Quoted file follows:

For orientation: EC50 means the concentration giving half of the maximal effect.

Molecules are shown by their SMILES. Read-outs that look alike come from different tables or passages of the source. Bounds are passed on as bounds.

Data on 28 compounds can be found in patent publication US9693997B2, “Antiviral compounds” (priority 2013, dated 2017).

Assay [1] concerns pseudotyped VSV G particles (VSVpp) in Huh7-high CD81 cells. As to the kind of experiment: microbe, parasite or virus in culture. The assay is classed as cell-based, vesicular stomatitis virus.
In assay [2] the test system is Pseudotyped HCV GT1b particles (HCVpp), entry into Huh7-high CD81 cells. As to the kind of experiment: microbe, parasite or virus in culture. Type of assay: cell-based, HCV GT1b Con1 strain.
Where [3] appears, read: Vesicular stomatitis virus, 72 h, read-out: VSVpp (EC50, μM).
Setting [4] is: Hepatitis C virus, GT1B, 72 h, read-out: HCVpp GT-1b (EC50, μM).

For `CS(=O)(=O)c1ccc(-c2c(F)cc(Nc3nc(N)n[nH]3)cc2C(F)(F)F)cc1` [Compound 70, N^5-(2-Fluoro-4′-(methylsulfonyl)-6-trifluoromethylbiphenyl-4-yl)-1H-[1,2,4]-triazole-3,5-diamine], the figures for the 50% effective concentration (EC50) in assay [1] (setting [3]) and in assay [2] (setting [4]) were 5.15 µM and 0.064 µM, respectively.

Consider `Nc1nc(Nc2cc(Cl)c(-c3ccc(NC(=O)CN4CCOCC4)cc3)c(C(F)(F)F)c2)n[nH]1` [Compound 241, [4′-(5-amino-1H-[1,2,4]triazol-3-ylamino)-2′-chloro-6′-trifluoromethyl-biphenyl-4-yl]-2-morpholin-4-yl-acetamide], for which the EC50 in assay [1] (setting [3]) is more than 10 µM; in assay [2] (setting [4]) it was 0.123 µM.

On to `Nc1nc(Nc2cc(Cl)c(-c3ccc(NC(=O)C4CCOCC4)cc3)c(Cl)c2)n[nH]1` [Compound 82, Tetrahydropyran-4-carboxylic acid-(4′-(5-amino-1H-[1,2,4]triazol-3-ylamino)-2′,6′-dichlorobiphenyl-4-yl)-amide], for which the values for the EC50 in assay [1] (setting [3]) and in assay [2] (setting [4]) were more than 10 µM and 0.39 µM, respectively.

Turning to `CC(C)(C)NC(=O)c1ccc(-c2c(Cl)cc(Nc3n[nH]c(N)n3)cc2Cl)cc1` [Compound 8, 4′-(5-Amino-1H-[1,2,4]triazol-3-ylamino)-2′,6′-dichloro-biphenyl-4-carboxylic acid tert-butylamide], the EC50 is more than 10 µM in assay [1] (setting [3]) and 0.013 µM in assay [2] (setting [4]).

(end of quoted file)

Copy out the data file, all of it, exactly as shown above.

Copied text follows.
For orientation: EC50 means the concentration giving half of the maximal effect.

Molecules are shown by their SMILES. Read-outs that look alike come from different tables or passages of the source. Bounds are passed on as bounds.

Data on 28 compounds can be found in patent publication US9693997B2, “Antiviral compounds” (priority 2013, dated 2017).

Assay [1] concerns pseudotyped VSV G particles (VSVpp) in Huh7-high CD81 cells. As to the kind of experiment: microbe, parasite or virus in culture. The assay is classed as cell-based, vesicular stomatitis virus.
In assay [2] the test system is Pseudotyped HCV GT1b particles (HCVpp), entry into Huh7-high CD81 cells. As to the kind of experiment: microbe, parasite or virus in culture. Type of assay: cell-based, HCV GT1b Con1 strain.
Where [3] appears, read: Vesicular stomatitis virus, 72 h, read-out: VSVpp (EC50, μM).
Setting [4] is: Hepatitis C virus, GT1B, 72 h, read-out: HCVpp GT-1b (EC50, μM).

For `CS(=O)(=O)c1ccc(-c2c(F)cc(Nc3nc(N)n[nH]3)cc2C(F)(F)F)cc1` [Compound 70, N^5-(2-Fluoro-4′-(methylsulfonyl)-6-trifluoromethylbiphenyl-4-yl)-1H-[1,2,4]-triazole-3,5-diamine], the figures for the 50% effective concentration (EC50) in assay [1] (setting [3]) and in assay [2] (setting [4]) were 5.15 µM and 0.064 µM, respectively.

Consider `Nc1nc(Nc2cc(Cl)c(-c3ccc(NC(=O)CN4CCOCC4)cc3)c(C(F)(F)F)c2)n[nH]1` [Compound 241, [4′-(5-amino-1H-[1,2,4]triazol-3-ylamino)-2′-chloro-6′-trifluoromethyl-biphenyl-4-yl]-2-morpholin-4-yl-acetamide], for which the EC50 in assay [1] (setting [3]) is more than 10 µM; in assay [2] (setting [4]) it was 0.123 µM.

On to `Nc1nc(Nc2cc(Cl)c(-c3ccc(NC(=O)C4CCOCC4)cc3)c(Cl)c2)n[nH]1` [Compound 82, Tetrahydropyran-4-carboxylic acid-(4′-(5-amino-1H-[1,2,4]triazol-3-ylamino)-2′,6′-dichlorobiphenyl-4-yl)-amide], for which the values for the EC50 in assay [1] (setting [3]) and in assay [2] (setting [4]) were more than 10 µM and 0.39 µM, respectively.

Turning to `CC(C)(C)NC(=O)c1ccc(-c2c(Cl)cc(Nc3n[nH]c(N)n3)cc2Cl)cc1` [Compound 8, 4′-(5-Amino-1H-[1,2,4]triazol-3-ylamino)-2′,6′-dichloro-biphenyl-4-carboxylic acid tert-butylamide], the EC50 is more than 10 µM in assay [1] (setting [3]) and 0.013 µM in assay [2] (setting [4]).